a) Draw shapes in the plane which have the symmetry groups:

i. the dihedral group D8,

ii. the dihedral group D4,

iii. the cyclic group C5,

iv. the cyclic group C6.

b) Are there any shapes in the plane which have the symmetry group S4, the symmetric group on 4 letters? Either give an example, or explain why there are not any. A full mathematical proof is not needed.

My attempt:

I'm fine with part (a) which the dihedral group D8 is a square, D4 is a line, C5 and C6 are point groups. But i'm not sure about part (b), I know D8 is definitely in but not sure about others.

Any help would be appreciated. Thanks.

  • $\begingroup$ A circle has a much larger symmetry group than $C_k$. Hint: decorate a regular $k-gon$ so no reflections are symmetries. $\endgroup$ – Ethan Bolker Dec 10 '17 at 18:29
  • $\begingroup$ I have deleted my answer because I’ve come across a serious flaw. I’ll undelete it if I can see how to patch it. $\endgroup$ – Stella Biderman Dec 10 '17 at 18:35
  • $\begingroup$ This definitely isn’t the tricky part of the question, but I would reconsider using the line segment — even though the reflection across the line containing the segment is a symmetry of the line segment, it acts as the identity transformation of the segment. A rectangle would work a little better. $\endgroup$ – pjs36 Dec 11 '17 at 13:58

Assuming the symmetries are to be distance preserving then $S_4$ cannot appear as the group of symmetries of a planar object.

  • I would begin by justifying why a distance preserving symmetry of order three must be a rotation by 120 degrees. Any distance preserving transformation of the plane is affine. It has a fixed point (barycenter of an orbit of size three) and the rest should follow easily.
  • $S_4$ has a total of eight elements of order three, split into four subgroups $P_1,P_2,P_3,P_4$ each of order three. If a generator of any of these has some point as a fixed point (about which the subgroup is rotating the world), then that same fixed point is shared by all the powers of the said generator. In other words, we can associate a unique fixed point $Q_i$ to subgroup $P_i$, $i=1,2,3,4.$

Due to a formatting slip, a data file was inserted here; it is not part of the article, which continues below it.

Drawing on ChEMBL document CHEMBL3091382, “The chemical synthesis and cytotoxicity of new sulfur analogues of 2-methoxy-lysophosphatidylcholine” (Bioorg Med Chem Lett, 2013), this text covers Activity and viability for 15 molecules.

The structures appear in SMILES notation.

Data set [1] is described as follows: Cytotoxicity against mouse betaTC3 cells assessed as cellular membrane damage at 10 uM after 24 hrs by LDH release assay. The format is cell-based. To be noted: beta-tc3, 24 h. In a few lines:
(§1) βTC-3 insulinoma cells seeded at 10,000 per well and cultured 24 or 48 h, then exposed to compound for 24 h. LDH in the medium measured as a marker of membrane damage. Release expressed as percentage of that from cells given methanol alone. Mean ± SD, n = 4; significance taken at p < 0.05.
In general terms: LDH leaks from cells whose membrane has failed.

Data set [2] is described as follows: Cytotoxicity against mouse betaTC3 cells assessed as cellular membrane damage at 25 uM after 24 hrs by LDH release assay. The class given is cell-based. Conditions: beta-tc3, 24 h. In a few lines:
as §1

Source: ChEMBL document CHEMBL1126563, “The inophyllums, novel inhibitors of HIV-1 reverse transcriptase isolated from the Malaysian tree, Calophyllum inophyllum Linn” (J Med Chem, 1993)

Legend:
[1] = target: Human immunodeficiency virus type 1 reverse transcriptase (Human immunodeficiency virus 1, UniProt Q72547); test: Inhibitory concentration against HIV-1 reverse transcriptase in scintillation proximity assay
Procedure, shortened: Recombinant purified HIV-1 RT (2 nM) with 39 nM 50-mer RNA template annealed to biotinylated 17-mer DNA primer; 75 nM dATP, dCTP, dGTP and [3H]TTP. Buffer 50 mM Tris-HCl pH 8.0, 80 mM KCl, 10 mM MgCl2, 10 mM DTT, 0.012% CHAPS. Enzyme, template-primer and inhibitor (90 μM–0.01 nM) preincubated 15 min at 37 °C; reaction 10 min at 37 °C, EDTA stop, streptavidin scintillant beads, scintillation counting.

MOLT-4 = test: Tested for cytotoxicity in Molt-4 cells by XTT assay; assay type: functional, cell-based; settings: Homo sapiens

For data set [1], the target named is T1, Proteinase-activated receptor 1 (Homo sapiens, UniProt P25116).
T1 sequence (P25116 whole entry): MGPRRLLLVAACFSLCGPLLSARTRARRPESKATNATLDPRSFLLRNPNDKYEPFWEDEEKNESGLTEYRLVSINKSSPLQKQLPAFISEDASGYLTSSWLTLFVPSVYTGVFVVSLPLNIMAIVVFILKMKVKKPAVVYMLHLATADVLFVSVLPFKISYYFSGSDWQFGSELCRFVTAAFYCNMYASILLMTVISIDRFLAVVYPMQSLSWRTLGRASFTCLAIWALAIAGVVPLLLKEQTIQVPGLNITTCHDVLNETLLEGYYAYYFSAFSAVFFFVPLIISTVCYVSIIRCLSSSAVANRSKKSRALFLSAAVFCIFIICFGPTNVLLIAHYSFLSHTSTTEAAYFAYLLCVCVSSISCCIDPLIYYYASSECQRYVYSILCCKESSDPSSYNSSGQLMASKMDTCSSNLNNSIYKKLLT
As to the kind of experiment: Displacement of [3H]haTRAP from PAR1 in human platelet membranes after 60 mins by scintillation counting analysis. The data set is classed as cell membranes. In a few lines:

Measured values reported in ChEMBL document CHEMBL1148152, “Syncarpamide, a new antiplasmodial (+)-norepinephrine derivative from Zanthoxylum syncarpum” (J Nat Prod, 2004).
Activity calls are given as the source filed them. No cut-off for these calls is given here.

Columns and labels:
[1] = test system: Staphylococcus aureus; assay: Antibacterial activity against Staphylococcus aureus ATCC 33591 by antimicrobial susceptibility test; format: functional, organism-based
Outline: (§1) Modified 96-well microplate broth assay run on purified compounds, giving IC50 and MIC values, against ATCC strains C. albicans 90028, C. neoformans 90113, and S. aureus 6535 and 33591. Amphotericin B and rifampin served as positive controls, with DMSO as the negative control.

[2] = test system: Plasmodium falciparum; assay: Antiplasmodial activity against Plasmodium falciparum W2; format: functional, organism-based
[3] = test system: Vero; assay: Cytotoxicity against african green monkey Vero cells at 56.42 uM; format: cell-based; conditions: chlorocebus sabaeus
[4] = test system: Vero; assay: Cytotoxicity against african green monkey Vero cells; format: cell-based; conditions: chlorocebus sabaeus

• The points $Q_i$ must be pairwise distinct. For otherwise two elements of $S_4$ would have the same effect on the plane.
  • The subgroups $P_i$ are conjugates of each other. In fact, if $\sigma$ is a generator of $P_1$, then we can (after relabeling if need be) assume that $\sigma P_2\sigma^{-1}=P_3$, $\sigma P_3\sigma^{-1}=P_4$, and $\sigma P_4\sigma^{-1}=P_2$.
  • Because $P_2$ has $Q_2$ as a fixed point we see that $\sigma P_2\sigma^{-1}$ has $\sigma(Q_2)$ as a fixed point. Therefore, by the previous bullet, $\sigma(Q_2)=Q_3$, $\sigma(Q_3)=Q_4$ and $\sigma(Q_4)=Q_2$. We can conclude that $\Delta Q_2Q_3Q_4$ is an equilateral triangle with barycenter $Q_1$.
  • But, a generator $\tau$ of $P_2$ can play a role similar to $\sigma$. Therefore also $Q_2$ is the barycenter of the triangle formed by the other three. This is absurd.

The following remarks are due.

  1. This is absolutely a planar argument. A rotation in 3D would be about an axis as opposed to a point, and the arguments with barycenters lose their footing.
  2. In fact, in 3D we can realize $S_4$ as the group of isometries of a regular tetrahedron (rotations form a subgroup isomorphic to $A_4$, and we get the odd permutations by composing rotations with a reflection).
  3. I also assumed (and used) that distinct elements of $S_4$ should act on the shape in distinct ways, i.e. the action should be faithful. Otherwise we can certainly make $S_4$ act on a planar shape by isometries by using the quotient group $S_4/V_4\simeq S_3$ where $V_4$ is the normal subgroup containing all the permutations of cycle type $(2,2)$. If we allowed $V_4$ to act trivially, then there would be no objections to two distinct 3-cycles acting on the shape in the same way, and the points $Q_i,i=1,2,3,4,$ could all coincide.
  • $\begingroup$ We could also argue by looking at commutators of two distinct clockwise 120 degree rotations. Those will be non-trivial translations, and have infinite order. $\endgroup$ – Jyrki Lahtonen Dec 10 '17 at 19:28
  • $\begingroup$ Or, more simply, if $\sigma$ and $\tau$ are two distinct clockwise rotations by 120 degrees, then $\sigma\tau^{-1}$ is a translation, and thus has infinite order. $\endgroup$ – Jyrki Lahtonen Dec 10 '17 at 23:04

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